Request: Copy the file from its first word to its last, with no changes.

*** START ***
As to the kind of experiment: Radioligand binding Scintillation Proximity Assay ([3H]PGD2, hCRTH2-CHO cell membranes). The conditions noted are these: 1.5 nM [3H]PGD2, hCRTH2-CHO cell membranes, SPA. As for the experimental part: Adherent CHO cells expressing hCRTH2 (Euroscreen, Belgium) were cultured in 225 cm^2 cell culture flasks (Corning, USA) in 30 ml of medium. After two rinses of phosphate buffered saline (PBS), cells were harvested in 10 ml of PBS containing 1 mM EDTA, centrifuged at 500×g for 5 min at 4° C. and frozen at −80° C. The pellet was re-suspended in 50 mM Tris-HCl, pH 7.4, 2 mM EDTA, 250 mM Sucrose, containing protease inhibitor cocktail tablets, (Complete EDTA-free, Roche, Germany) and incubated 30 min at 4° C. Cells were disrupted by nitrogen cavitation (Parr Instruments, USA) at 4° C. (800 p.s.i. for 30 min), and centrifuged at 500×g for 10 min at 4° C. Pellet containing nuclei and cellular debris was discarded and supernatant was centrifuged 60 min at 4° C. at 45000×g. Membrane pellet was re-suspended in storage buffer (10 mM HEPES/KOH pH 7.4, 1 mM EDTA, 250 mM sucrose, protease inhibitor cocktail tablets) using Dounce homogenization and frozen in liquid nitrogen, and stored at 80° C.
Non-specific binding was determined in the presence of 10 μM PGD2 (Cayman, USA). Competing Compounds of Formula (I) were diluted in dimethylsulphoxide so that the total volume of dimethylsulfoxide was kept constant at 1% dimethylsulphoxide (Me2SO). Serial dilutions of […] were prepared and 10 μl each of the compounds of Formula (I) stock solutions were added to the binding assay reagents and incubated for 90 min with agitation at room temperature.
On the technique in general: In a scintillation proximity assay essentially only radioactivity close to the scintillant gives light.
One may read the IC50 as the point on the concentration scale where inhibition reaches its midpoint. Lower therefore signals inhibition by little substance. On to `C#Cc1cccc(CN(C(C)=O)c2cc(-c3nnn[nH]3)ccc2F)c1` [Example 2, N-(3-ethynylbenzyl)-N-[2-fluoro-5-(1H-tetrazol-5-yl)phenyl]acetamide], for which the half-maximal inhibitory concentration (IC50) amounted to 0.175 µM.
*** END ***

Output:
As to the kind of experiment: Radioligand binding Scintillation Proximity Assay ([3H]PGD2, hCRTH2-CHO cell membranes). The conditions noted are these: 1.5 nM [3H]PGD2, hCRTH2-CHO cell membranes, SPA. As for the experimental part: Adherent CHO cells expressing hCRTH2 (Euroscreen, Belgium) were cultured in 225 cm^2 cell culture flasks (Corning, USA) in 30 ml of medium. After two rinses of phosphate buffered saline (PBS), cells were harvested in 10 ml of PBS containing 1 mM EDTA, centrifuged at 500×g for 5 min at 4° C. and frozen at −80° C. The pellet was re-suspended in 50 mM Tris-HCl, pH 7.4, 2 mM EDTA, 250 mM Sucrose, containing protease inhibitor cocktail tablets, (Complete EDTA-free, Roche, Germany) and incubated 30 min at 4° C. Cells were disrupted by nitrogen cavitation (Parr Instruments, USA) at 4° C. (800 p.s.i. for 30 min), and centrifuged at 500×g for 10 min at 4° C. Pellet containing nuclei and cellular debris was discarded and supernatant was centrifuged 60 min at 4° C. at 45000×g. Membrane pellet was re-suspended in storage buffer (10 mM HEPES/KOH pH 7.4, 1 mM EDTA, 250 mM sucrose, protease inhibitor cocktail tablets) using Dounce homogenization and frozen in liquid nitrogen, and stored at 80° C.
Non-specific binding was determined in the presence of 10 μM PGD2 (Cayman, USA). Competing Compounds of Formula (I) were diluted in dimethylsulphoxide so that the total volume of dimethylsulfoxide was kept constant at 1% dimethylsulphoxide (Me2SO). Serial dilutions of […] were prepared and 10 μl each of the compounds of Formula (I) stock solutions were added to the binding assay reagents and incubated for 90 min with agitation at room temperature.
On the technique in general: In a scintillation proximity assay essentially only radioactivity close to the scintillant gives light.
One may read the IC50 as the point on the concentration scale where inhibition reaches its midpoint. Lower therefore signals inhibition by little substance. On to `C#Cc1cccc(CN(C(C)=O)c2cc(-c3nnn[nH]3)ccc2F)c1` [Example 2, N-(3-ethynylbenzyl)-N-[2-fluoro-5-(1H-tetrazol-5-yl)phenyl]acetamide], for which the half-maximal inhibitory concentration (IC50) amounted to 0.175 µM.